For details see our page about Adjectives vs Adverbs.

Adverbs -LY
Adverbs are normally formed by adding -LY to the end of an adjective.

E.g. Quick - Quickly

For adjectives that end in -l or -e, we simply add -ly:


special + ly = specially

terminal + ly = terminally

literal + ly = literally

nice + ly = nicely
polite + ly = politely

There are of course some exceptions:


true truly

whole wholly

due duly

full fully

Adverbs ending in -Y
For adjectives that end in -y, we remove the -y and add -ily:
crazy crazily

happy happily

Adverbs ending in -LE


For adjectives that end in a consonant + le we remove the -e and add -
y:
terrible terribly

horrible horribly

noble nobly

idle idly
Adverbs ending in -IC
If the adjective ends in -ic, we add -ally:
ironic ironically

enthusiastic enthusiastically

realistic realistically

Except: public - publicly

Irregular Adverbs
Some adverbs are irregular:

Adjective Adverb Example

fast fast The man drives very fast (quickly).

good well You speak English very well.

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Can - Cannot - Can't


English Grammar Notes
Can is a modal verb.
Can is used to express ability or to say that something is possible.

Can is the same for all subjects. We don't add an 'S' in the third person
(like other verbs)

The verb that comes after Can is in the infinitive without to:

I can speak Spanish. (= it is possible for me to speak Spanish = I


have the ability to speak Spanish)
He can swim well.
We can see my neighbour in the garden.
They can play the guitar.

Negative
To form the negative we add "not" after can to form one word: cannot.

We can also contract the negative to form can't. (can't = cannot)

I cannot play the piano. We can't go to the cinema tonight.


She cannot speak French very well. He can't drive a car.

Questions
To from the question we change the position of the subject and the
auxiliary verb.

The main verb is still in the infinitive without to.

Where can I buy an ice-cream?


Can I go to the party, please?
Can you speak Japanese?
What can we do on Saturday?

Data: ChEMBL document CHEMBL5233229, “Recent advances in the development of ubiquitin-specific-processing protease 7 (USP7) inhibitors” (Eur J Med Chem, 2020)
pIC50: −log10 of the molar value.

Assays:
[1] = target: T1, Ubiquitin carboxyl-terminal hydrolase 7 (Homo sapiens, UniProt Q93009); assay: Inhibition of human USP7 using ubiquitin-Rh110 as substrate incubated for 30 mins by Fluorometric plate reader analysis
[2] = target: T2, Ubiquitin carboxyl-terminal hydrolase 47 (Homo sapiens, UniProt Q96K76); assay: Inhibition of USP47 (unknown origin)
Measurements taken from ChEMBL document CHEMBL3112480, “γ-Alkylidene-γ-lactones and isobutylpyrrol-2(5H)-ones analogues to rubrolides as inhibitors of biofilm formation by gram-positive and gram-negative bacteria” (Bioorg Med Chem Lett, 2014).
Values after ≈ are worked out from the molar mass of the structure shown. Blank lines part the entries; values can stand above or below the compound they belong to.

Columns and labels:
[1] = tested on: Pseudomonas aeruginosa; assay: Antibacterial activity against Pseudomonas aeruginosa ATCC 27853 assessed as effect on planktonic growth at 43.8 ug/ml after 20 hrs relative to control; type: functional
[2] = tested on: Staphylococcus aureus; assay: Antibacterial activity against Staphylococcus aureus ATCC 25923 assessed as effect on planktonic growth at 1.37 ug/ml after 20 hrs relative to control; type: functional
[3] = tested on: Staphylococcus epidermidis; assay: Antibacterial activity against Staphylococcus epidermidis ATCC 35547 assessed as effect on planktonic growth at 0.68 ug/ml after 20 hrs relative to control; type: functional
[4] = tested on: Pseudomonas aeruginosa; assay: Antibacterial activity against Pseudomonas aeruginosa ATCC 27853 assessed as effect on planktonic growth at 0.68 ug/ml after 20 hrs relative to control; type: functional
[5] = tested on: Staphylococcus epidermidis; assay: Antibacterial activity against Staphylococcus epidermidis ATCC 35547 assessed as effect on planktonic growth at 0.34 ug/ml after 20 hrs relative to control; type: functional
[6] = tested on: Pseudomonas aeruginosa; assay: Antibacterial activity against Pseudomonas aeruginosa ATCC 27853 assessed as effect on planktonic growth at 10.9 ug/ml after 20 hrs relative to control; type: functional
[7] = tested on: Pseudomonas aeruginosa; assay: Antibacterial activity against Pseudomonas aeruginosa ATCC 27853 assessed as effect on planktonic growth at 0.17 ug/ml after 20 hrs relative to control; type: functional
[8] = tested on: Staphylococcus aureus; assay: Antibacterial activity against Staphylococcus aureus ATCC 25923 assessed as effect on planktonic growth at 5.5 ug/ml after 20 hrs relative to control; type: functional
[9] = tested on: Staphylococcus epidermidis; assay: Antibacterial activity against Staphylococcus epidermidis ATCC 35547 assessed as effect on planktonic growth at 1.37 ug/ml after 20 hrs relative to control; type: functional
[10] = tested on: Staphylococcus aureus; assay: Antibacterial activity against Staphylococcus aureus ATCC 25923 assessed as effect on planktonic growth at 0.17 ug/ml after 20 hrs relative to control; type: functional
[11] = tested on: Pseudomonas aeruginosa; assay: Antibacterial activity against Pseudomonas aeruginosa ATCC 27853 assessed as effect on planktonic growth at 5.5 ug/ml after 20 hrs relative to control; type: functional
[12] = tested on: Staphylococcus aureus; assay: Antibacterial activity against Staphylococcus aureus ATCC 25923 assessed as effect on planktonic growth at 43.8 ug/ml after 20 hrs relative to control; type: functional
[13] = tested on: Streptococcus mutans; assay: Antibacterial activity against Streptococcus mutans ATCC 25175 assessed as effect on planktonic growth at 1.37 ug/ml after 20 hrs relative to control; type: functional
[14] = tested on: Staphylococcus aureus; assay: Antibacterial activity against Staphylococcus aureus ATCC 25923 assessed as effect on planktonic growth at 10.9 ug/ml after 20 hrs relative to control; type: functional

Remember that you can use short answers:

Can I sit here please? Yes, you can.


Can you speak Chinese? No, I can't.

Impersonal Can
Sometimes You can and Can you? are impersonal and refer to
people in general.

You can see many stars at night from here. (= people in general
can see many stars)

It doesn't necessarily refer to you but people in general.

You can't run naked in the middle of the street.

Not necessarily saying YOU can't run naked in the middle of the street
but in general it is not possible for anyone.
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Do vs. Does
English Grammar Rules
To make a question in English we normally use Do or Does. It is
normally put at the beginning of the question.

Affirmative: You speak Spanish.


Question: Do you speak Spanish?

You will see that we add DO at the beginning of the affirmative sentence
to make it a question. We useDo when the subject is I, you, we or they.
Affirmative: He speaks Spanish.
Question: Does he speak Spanish?

When the subject is he, she or it, we add DOES at the beginning to
make the affirmative sentence a question. Notice that the letter S at the
end of the verb in the affirmative sentence (because it is in third person)
disappears in the question. We will see the reason why below.

We DON'T use Do or Does in questions that have the verb To


Be or Modal Verbs (can, must, might, should etc.)

Word Order of Questions with Do and Does


The following is the word order to construct a basic question in English
using Do or Does.

Do/Does Subject Verb* The Rest of the sentence

Do I / you / we / they have / buy


cereal for breakfast?
Does he / she / it eat / like etc.

*Verb: The verb that goes here is the base form of the infinitive = The
infinitive without TO before the verb. Instead of the infinitive To have it is
just the have part.

Remember that the infinitive is the verb before it is conjugated


(changed) and it begins with TO. For example: to have, to eat, to go, to
live, to speak etc.

Examples of Questions with Do and Does:

Do you speak English?


Does John speak French?
Do we have time for a quick drink?
Does it rain a lot in the South?
Do they want to come with me?
Does she like chocolate?

Short Answers with Do and Does


In questions that use do/does it is possible to give short answers to
direct questions as follows:

Short Answer Short Answer